The Iraqi parliament approved a law last week that will provide university students with financial aid to help them meet some of their expenses.
Member of the parliament's higher education committee Ashour al-Karbouli said the parliament passed a law that will provide education stipends for nine months of each study year to students with limited income and covered by the ration card system.
"Under this law, a monthly stipend of 100,000 dinars ($86) will be given to every student attending undergraduate day studies (except during summer) at all state colleges and institutes, and 150,000 dinars ($129) will be given to students in graduate programmes," he said.
Students at private and evening colleges and institutes, students who failed and students with high-ranking jobs (such as jobs with the title general director and above) are excluded from the stipend system because their monthly income exceeds 1.5 million dinars ($1,288), according to al-Karbouli.
"The mechanism for paying the stipend to qualified students has not been determined yet," he said. "We will meet with representatives from the finance and higher education ministries [so we can] consult and co-ordinate to determine special instructions for the stipend and draft a mechanism to ensure smooth disbursement of the funds to students."
"The stipends will be funded during the next academic year (2012-2013) with an overall budget of about 150 billion dinars ($129 million)," al-Karbouli said.
Riyadh al-Zaidi, also a member of the parliament's higher education committee, said the stipend law was ratified after months-long discussions during which officials amended some paragraphs to make the final version acceptable to all, even though it did not meet everyone's ambitions.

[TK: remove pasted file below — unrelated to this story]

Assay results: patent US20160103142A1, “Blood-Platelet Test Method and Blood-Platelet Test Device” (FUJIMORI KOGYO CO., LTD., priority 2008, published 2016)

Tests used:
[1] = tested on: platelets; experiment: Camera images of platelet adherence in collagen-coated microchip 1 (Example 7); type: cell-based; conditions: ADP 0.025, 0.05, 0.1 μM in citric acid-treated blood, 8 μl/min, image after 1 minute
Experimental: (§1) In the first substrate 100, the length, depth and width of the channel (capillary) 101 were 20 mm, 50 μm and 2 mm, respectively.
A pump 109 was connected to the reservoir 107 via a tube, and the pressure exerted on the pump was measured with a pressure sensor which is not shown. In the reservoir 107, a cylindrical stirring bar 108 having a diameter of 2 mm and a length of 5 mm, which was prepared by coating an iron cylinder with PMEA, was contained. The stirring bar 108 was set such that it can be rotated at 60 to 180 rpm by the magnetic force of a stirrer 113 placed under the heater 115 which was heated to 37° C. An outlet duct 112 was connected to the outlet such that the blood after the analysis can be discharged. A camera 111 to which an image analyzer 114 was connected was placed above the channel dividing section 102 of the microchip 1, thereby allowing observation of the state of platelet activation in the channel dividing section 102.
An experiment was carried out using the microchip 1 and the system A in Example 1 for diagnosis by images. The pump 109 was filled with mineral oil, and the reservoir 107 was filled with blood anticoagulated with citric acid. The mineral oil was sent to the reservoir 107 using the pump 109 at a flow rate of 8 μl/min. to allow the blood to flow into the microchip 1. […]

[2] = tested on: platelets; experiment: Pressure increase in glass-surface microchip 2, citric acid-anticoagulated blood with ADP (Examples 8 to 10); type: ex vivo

"The committee wanted to make the stipend applicable to the largest number of students possible, but because of the limited funds allocated for the law in this year's budget, certain segments of university students were excluded," al-Zaidi said.
Qassim Mohammed Jabbar, spokesperson for the Ministry of Education and Scientific Research, described the approval of the stipend law as "an important step complementing the ministry's efforts to enhance the scientific movement in the country and improve the situation of Iraqi students".
"The stipend will be paid to qualified students through government banks after [we reach an] agreement with the Ministry of Finance in this regard and formulate specific conditions and guidelines for payment," Jabbar said.
Nashaat Rahim, a 23-year old student at Baghdad University's College of Arts, welcomed the introduction of the stipend.
"The amount of the stipend will not be sufficient to meet all our needs, but it will certainly help in paying some of the expenses," Rahim said.
Marwa Radhi, a 21-year old student at Al-Nahrain University's College of Engineering, said she hopes "the stipend amount will be increased so that students can benefit even more from it".